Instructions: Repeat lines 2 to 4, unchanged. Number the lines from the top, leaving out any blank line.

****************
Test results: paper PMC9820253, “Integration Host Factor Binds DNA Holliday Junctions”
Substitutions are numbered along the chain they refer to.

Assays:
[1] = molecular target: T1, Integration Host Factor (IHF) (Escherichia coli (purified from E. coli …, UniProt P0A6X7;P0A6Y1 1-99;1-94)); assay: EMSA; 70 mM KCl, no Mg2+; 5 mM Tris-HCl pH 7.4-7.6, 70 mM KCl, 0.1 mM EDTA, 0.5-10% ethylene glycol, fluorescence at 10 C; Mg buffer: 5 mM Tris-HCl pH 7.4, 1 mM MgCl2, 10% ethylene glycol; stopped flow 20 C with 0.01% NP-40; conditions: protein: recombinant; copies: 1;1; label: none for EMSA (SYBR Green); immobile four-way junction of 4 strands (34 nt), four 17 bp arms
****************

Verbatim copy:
Substitutions are numbered along the chain they refer to.

Assays:
[1] = molecular target: T1, Integration Host Factor (IHF) (Escherichia coli (purified from E. coli …, UniProt P0A6X7;P0A6Y1 1-99;1-94)); assay: EMSA; 70 mM KCl, no Mg2+; 5 mM Tris-HCl pH 7.4-7.6, 70 mM KCl, 0.1 mM EDTA, 0.5-10% ethylene glycol, fluorescence at 10 C; Mg buffer: 5 mM Tris-HCl pH 7.4, 1 mM MgCl2, 10% ethylene glycol; stopped flow 20 C with 0.01% NP-40; conditions: protein: recombinant; copies: 1;1; label: none for EMSA (SYBR Green); immobile four-way junction of 4 strands (34 nt), four 17 bp arms